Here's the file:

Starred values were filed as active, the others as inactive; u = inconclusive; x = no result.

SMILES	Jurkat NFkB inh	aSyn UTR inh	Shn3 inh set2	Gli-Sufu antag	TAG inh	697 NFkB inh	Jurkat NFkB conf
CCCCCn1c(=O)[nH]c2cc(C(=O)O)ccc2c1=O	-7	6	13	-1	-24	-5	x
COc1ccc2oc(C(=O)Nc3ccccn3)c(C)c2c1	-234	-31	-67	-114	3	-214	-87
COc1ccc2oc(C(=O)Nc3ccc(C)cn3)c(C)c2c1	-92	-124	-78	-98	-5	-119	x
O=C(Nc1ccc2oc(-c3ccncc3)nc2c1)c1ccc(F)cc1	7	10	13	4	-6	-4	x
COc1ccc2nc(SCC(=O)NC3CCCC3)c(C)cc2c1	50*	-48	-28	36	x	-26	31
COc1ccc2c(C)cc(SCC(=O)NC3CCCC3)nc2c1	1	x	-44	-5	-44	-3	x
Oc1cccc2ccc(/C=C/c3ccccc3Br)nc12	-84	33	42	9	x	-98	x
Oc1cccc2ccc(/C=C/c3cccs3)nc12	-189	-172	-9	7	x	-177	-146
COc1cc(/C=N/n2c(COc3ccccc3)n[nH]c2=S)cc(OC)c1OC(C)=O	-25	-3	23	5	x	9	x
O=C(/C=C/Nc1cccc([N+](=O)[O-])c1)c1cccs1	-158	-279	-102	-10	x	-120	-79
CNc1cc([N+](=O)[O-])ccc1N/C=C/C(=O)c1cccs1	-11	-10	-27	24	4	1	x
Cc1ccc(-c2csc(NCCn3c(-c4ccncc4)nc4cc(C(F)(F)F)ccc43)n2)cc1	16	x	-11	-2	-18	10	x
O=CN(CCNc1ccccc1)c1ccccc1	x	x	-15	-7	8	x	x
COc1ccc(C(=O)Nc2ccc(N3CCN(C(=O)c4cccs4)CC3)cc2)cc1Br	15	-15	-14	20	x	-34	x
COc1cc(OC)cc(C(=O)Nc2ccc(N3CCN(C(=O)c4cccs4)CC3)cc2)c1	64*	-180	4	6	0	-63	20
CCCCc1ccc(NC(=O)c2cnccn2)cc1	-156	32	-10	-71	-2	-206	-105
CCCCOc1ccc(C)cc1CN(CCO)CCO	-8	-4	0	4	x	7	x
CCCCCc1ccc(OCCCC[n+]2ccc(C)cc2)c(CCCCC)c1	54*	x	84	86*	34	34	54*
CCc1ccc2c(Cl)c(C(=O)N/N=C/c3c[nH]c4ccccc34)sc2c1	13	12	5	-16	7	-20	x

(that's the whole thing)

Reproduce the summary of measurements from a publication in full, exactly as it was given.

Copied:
Starred values were filed as active, the others as inactive; u = inconclusive; x = no result.

SMILES	Jurkat NFkB inh	aSyn UTR inh	Shn3 inh set2	Gli-Sufu antag	TAG inh	697 NFkB inh	Jurkat NFkB conf
CCCCCn1c(=O)[nH]c2cc(C(=O)O)ccc2c1=O	-7	6	13	-1	-24	-5	x
COc1ccc2oc(C(=O)Nc3ccccn3)c(C)c2c1	-234	-31	-67	-114	3	-214	-87
COc1ccc2oc(C(=O)Nc3ccc(C)cn3)c(C)c2c1	-92	-124	-78	-98	-5	-119	x
O=C(Nc1ccc2oc(-c3ccncc3)nc2c1)c1ccc(F)cc1	7	10	13	4	-6	-4	x
COc1ccc2nc(SCC(=O)NC3CCCC3)c(C)cc2c1	50*	-48	-28	36	x	-26	31
COc1ccc2c(C)cc(SCC(=O)NC3CCCC3)nc2c1	1	x	-44	-5	-44	-3	x
Oc1cccc2ccc(/C=C/c3ccccc3Br)nc12	-84	33	42	9	x	-98	x
Oc1cccc2ccc(/C=C/c3cccs3)nc12	-189	-172	-9	7	x	-177	-146
COc1cc(/C=N/n2c(COc3ccccc3)n[nH]c2=S)cc(OC)c1OC(C)=O	-25	-3	23	5	x	9	x
O=C(/C=C/Nc1cccc([N+](=O)[O-])c1)c1cccs1	-158	-279	-102	-10	x	-120	-79
CNc1cc([N+](=O)[O-])ccc1N/C=C/C(=O)c1cccs1	-11	-10	-27	24	4	1	x
Cc1ccc(-c2csc(NCCn3c(-c4ccncc4)nc4cc(C(F)(F)F)ccc43)n2)cc1	16	x	-11	-2	-18	10	x
O=CN(CCNc1ccccc1)c1ccccc1	x	x	-15	-7	8	x	x
COc1ccc(C(=O)Nc2ccc(N3CCN(C(=O)c4cccs4)CC3)cc2)cc1Br	15	-15	-14	20	x	-34	x
COc1cc(OC)cc(C(=O)Nc2ccc(N3CCN(C(=O)c4cccs4)CC3)cc2)c1	64*	-180	4	6	0	-63	20
CCCCc1ccc(NC(=O)c2cnccn2)cc1	-156	32	-10	-71	-2	-206	-105
CCCCOc1ccc(C)cc1CN(CCO)CCO	-8	-4	0	4	x	7	x
CCCCCc1ccc(OCCCC[n+]2ccc(C)cc2)c(CCCCC)c1	54*	x	84	86*	34	34	54*
CCc1ccc2c(Cl)c(C(=O)N/N=C/c3c[nH]c4ccccc34)sc2c1	13	12	5	-16	7	-20	x